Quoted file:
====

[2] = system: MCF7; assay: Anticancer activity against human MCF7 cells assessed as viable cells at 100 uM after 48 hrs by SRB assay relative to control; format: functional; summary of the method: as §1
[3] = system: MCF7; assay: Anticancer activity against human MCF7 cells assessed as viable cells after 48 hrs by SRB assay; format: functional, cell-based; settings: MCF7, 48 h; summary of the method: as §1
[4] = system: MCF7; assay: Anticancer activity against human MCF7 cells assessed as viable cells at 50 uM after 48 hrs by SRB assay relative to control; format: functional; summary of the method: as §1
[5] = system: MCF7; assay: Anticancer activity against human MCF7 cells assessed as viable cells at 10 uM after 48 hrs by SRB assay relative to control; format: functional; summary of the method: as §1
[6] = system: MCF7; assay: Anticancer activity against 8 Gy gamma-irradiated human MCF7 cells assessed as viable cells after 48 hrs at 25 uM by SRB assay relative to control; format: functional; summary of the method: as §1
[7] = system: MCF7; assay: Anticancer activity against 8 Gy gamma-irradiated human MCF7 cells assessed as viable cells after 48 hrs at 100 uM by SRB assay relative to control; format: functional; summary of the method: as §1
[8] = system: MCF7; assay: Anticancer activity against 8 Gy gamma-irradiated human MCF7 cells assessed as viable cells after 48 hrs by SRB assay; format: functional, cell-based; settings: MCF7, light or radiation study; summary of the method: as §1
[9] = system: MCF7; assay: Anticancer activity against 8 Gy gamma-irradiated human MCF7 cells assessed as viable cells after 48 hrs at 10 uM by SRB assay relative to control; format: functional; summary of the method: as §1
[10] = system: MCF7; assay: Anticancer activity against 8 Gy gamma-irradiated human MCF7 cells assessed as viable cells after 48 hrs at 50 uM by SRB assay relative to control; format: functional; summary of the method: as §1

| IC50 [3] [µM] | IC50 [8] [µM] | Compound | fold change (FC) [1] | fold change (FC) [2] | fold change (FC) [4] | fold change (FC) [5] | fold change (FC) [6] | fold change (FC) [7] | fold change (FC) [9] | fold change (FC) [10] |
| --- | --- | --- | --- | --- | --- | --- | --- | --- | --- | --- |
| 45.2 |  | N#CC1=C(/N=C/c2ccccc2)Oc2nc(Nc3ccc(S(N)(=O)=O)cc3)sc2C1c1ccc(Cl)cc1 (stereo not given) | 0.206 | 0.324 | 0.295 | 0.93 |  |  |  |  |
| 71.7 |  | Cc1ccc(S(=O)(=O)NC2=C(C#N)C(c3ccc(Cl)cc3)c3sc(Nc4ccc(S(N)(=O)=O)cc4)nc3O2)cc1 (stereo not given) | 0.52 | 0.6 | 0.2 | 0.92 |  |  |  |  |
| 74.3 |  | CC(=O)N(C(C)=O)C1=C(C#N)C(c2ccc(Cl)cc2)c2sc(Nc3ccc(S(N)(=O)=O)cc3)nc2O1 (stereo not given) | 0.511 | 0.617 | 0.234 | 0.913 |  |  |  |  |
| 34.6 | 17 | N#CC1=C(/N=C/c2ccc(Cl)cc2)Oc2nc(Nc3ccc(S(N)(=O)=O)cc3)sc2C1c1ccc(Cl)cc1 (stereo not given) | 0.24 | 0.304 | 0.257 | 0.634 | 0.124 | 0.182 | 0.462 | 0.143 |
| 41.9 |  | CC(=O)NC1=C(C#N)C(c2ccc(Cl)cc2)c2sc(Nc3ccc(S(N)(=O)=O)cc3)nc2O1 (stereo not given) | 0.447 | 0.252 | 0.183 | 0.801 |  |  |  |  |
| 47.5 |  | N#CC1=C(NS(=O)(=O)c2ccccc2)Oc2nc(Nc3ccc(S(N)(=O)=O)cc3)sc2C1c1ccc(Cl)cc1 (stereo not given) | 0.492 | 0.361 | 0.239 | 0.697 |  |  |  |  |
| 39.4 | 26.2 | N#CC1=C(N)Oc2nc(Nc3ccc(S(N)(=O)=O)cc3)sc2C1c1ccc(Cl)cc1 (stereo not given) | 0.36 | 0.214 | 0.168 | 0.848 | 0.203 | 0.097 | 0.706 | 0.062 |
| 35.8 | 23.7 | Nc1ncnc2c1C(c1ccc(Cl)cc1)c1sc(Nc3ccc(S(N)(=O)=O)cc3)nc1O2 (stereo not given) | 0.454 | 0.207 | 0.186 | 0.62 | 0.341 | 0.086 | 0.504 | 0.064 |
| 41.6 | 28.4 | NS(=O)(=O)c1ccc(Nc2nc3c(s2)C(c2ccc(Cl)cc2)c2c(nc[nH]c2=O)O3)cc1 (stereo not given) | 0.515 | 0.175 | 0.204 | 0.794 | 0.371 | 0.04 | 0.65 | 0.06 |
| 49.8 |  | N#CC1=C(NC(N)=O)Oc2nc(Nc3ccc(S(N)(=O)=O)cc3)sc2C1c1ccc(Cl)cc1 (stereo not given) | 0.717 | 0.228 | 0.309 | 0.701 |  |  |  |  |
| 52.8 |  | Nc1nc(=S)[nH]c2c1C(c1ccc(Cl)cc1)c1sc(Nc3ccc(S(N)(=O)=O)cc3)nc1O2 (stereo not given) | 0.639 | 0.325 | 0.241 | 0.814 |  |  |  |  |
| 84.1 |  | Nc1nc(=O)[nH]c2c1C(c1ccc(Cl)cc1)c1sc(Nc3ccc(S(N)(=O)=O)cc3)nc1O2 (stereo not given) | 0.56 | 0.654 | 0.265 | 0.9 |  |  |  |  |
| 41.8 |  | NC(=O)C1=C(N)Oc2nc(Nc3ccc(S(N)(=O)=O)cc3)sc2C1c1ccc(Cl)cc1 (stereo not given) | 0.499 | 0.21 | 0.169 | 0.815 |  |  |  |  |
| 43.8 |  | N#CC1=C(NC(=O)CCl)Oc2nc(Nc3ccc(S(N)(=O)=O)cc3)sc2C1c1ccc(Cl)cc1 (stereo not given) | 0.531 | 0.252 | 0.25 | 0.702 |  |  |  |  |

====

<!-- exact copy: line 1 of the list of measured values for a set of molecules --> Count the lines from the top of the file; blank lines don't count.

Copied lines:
[2] = system: MCF7; assay: Anticancer activity against human MCF7 cells assessed as viable cells at 100 uM after 48 hrs by SRB assay relative to control; format: functional; summary of the method: as §1